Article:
Dee In A Nutshell

Feed Me, Love Me, Never Leave Me.



While I was out last night I remembered an incident that happened when I was seven, actually two incidents.
I was in Kitante Primary School and I loved every minute of it. When I was in P.2, I decided to walk home with some of my friends one day. It was a long walk and by the time I got home I was exhausted. I just fell on the doorstep and my mother came and gatherd me up, hydrated me and told me my father was going to kill me because he went to pick me up and I wasn’t there, what was I thinking, didn’t I know how worried he would be? I didn’t, I was seven. I forgot to tell you, I walked in the first place because he was late. Being the seven year old I was I got into bed at 4.00pm in the afternoon and put the bars up on my lower decker of our doulble decker bed thinking it would protect me from my father’s wrath. It didn’t. He came home, woke me up and beat me.
The next term he was late again, this time I didn’t dare walk so I waited and waited and waited and he didn’t show. I was devastated and scared but I was not going to walk home again so I stayed put. It got dark and I was alone in th lower school waiting shed. An angel of a man who worked in our canteen and stayed in a modified container close to it invited to stay the night with him. He was so nice. He prepared fish for supper and I have to say, since that day I have not been able to eat fish. I slept in his bed and he played the radio to help me sleep. I think about it now and I thank he wasn’t a murdering paedophile because I would be dead. Apparently my parents got their signals mixed up; my mom knew my dad was getting me and he thought she was getting me, he got home at about 10.00pm and since there were no mobile phones in that age they both found out I was MIA at about the time he got home without me. I am told he came to school found the gate closed and passed under it and looked for me but couldn’t find me. My poor mother was inconsolabe, she was certain I was dead and could not forgive my father for killing her first born. My father came back to the school in the morning and the nice man, whose name I don’t know, woke me up and told me to go home. As we drove by the lower school I could see some of my friends lining up for assembly. My father being the stoic man that he is took me home, I showered changed and went back to school. You would think the traumatic experience would atleast buy me a sick day, but no.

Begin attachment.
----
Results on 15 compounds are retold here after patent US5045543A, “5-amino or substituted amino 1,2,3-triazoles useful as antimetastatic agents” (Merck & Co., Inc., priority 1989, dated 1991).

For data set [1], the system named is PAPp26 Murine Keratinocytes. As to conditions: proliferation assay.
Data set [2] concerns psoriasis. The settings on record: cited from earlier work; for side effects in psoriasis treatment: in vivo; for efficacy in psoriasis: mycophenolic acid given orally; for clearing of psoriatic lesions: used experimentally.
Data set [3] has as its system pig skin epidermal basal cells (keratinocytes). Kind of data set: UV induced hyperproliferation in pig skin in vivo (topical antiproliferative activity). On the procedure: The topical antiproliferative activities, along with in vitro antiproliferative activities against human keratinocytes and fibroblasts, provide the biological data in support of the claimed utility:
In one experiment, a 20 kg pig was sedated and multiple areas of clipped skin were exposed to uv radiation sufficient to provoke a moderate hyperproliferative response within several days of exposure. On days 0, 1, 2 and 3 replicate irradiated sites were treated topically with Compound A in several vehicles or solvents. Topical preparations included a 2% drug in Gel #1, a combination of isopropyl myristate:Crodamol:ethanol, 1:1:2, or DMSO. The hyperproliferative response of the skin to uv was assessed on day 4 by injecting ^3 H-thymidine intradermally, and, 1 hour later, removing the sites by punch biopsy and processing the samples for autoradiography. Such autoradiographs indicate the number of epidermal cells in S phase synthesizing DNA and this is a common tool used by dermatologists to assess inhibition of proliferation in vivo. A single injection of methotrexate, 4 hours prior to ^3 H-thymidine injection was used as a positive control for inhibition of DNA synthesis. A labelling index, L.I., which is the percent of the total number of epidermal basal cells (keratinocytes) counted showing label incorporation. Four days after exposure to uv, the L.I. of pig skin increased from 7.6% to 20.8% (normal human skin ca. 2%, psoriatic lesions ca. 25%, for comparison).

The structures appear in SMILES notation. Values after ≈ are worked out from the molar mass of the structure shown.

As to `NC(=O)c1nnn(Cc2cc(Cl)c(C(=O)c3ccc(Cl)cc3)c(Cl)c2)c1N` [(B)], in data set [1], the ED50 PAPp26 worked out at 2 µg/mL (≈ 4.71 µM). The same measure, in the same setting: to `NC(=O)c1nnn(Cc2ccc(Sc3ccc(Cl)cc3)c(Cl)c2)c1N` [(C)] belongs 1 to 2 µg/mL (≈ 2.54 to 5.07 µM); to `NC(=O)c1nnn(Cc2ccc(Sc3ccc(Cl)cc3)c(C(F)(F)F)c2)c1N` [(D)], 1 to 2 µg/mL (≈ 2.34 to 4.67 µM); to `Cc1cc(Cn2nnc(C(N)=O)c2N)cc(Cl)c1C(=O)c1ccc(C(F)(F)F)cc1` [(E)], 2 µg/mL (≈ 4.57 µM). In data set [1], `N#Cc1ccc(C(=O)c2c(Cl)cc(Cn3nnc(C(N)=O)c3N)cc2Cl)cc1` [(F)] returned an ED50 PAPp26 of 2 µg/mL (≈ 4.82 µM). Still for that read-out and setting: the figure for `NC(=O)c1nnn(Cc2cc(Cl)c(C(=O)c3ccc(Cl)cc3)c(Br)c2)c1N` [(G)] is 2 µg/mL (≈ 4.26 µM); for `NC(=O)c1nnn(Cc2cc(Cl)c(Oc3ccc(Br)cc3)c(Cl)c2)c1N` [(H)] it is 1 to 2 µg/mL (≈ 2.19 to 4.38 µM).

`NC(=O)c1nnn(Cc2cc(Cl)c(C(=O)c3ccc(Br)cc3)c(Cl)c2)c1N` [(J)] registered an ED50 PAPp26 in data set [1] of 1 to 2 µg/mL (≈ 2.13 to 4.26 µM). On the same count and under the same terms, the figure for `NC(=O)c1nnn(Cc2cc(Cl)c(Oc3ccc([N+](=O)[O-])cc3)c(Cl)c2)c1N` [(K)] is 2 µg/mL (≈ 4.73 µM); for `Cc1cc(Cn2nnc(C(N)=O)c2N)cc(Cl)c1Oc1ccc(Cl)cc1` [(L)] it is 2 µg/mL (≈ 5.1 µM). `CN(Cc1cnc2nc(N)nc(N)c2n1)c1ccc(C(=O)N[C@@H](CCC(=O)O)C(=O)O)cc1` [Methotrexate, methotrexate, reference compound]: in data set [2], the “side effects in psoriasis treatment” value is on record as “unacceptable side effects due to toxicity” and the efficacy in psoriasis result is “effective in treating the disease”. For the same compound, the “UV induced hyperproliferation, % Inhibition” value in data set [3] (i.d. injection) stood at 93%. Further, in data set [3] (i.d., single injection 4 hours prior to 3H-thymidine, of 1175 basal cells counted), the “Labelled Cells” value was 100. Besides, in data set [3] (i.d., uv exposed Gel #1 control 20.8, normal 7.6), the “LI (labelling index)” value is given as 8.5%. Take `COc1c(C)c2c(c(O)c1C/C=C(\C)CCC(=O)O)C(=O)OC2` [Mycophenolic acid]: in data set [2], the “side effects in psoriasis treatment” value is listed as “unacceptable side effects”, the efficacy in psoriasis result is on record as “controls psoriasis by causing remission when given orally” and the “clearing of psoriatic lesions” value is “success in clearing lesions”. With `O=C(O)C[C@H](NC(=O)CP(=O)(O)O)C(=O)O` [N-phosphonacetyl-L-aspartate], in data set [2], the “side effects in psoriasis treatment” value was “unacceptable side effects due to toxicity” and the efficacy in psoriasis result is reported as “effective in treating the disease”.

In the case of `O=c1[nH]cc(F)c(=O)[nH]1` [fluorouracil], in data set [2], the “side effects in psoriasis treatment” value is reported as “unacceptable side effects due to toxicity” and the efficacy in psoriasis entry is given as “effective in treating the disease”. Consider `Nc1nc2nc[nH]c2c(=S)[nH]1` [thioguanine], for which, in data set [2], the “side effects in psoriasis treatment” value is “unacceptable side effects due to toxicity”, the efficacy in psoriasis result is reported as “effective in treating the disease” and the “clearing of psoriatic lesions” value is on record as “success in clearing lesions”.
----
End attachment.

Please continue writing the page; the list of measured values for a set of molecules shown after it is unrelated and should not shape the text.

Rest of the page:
Can of you guys beat that?


8 thoughts on “Trauma

  1. I remember such days in the waiting shed.

    You start off with all your friends but sooon they start dropping off one by one and soon it is getting dark and you are praying that each appproaching car is Mzee’s.

    By the way have you been there of late. I feel like a giant walking through. Its so low I cant believe it.

  2. No, but I keep meaning to go. And also I am short so I doubt I would find it so low.

  3. u’ve surely got some higher power on ur side, darlyne, that was some awfuly close call you had

  4. i can see the belt of knowledge really taught u good…

  5. *sigh* life was so much better then… i think- thinking of the kind guy… i dont want no ‘kind guys’ round my kids

  6. i actually had a similar experience. i did not sleep with the man but i did spend almost half the night (my mom insists it was only till 7pm but for me it was like till midnight) with the security guard in his shed by the gate knowing full well i’d sleep there until my mother, who worked in entebbe at the time, got back from work and realised my dad hadn’t picked me up and rushed to the school to get me. i believe i went to school the next day as well. such unfeeling parents we have!!!

  7. Hahaha.. My sisters & I were always the last to be picked up in Kitante (circa 1980’s) so we got used and the darkness became our friend.

    Funny thing is that we were always late (to be dropped) in the mornings as well; so late that i would waltz into class long after the late comers have been caned by Mr Tibhoire..

    Mr Ssozi still maintains that we were special..he’d put his smoking pipe down and ask “why so late yet you live just here in Ntinda?”

  8. Keep up the good work »

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